BILL MOYERS: What kind of balance do you have to strike between optimism and pessimism, between hope and despair? Not only in your own lives as you live in a world that you see as being adversely affected by climate change, but as you make a film.
LYN LEAR: I think people need a little push maybe to know that it's frightening, it's a real thing that's out there. We need to deal with. It's-- we have a very short amount of time to deal with it. But there really then needs to be hope. We have to have hope. People need to know that this is solvable. And it is. More than ever today.
BILL MOYERS: You're hopeful?
LYN LEAR: Very hopeful.
BILL MOYERS: About climate change?
LYN LEAR: Yes. I’m--
BILL MOYERS: Global warming?
LYN LEAR: --very optimistic.
BILL MOYERS: Why?
LYN LEAR: Because there-- today more than ever before there are things that are changing. Wind and solar around the world are cheaper and freer than ever before. Solar and wind in Africa, they're sweeping the continent. In India they're using solar and wind far more than ever before. They're just doubling in use everywhere. In America as well.
LOUIE SCHWARTZBERG: You look at the fact that, you know, when we decide to unite together we can do anything. We put a man on the moon. If we can shift our consciousness, value the things that are positive that allow life to be sustainable then clearly we can do it.
I mean, a pessimist and an optimist will agree on the facts. But what are the options? I mean, quitting is not an option. And people do feel overwhelmed with the negative despair of hearing about, you know, global warming. What can they do? It's invisible. Polar bears are dying and-- but they have to kind of focus on the fact that all of us together united add up to something significant. And the world leaders need to know there is a movement happening right now.
BILL MOYERS: But how do you explain that the politicians aren’t reacting?
LYN LEAR: They’re in the pockets of the oil and coal industry. They spend hundreds of millions of dollars every year to plant these pseudoscientist climate deniers out there to help spread misinformation so that you know people are confused about whether such a thing is real or not.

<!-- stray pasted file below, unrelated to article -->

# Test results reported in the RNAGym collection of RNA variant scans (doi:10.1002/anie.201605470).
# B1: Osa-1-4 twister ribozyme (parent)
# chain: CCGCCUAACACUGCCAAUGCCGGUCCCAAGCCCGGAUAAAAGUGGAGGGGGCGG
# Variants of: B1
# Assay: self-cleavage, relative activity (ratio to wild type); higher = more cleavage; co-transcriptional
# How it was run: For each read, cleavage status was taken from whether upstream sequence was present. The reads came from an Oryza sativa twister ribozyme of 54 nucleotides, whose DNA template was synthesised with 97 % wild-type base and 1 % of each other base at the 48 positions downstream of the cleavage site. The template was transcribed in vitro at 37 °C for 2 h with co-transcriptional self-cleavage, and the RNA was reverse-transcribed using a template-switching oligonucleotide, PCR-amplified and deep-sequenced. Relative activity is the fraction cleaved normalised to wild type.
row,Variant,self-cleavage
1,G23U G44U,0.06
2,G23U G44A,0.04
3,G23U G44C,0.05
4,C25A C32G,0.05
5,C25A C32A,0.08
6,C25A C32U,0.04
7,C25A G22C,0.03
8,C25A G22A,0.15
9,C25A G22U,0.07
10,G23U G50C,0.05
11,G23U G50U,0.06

LOUIE SCHWARTZBERG: And that’s one of the reasons why we made this movie is because we can actually skirt the system. I mean, clearly the politicians are controlled by corporations and the corporations control media. But the beautiful thing is technology moves forward. We have the internet. A film like ours can touch millions of people.
LYN LEAR: And because of that, we can transcend government in a way. We have more power than we think. And the younger generation has more power than they realize. When Ban Ki-moon was on Jon Stewart recently—
BILL MOYERS: The Secretary General of the U.N.
LYN LEAR: Yes. He called for the young generation to empower themselves—and to understand how much power they really do have. And if they just knew that, then they would take charge of their own generation, and they could really solve a lot of these issues themselves. People want this to happen. You know, social change doesn't happen without that kind of activity unfortunately. History has proven the fact that it takes that kind of marching and public reaction to get people to change.
LOUIE SCHWARTZBERG: And there's a movement now that is tangible. We see it whether it's in the street or online. The people of the world are saying, "Enough. These leaders are behind the eight ball." There's a movement happening right now that if these leaders don't get on board then they need to move outta the way.
BILL MOYERS: Thank you very much Louie Schwartzberg and Lyn Davis Lear for being with me.
LYN LEAR: Thanks Bill.
LOUIE SCHWARTZBERG: It's an honor.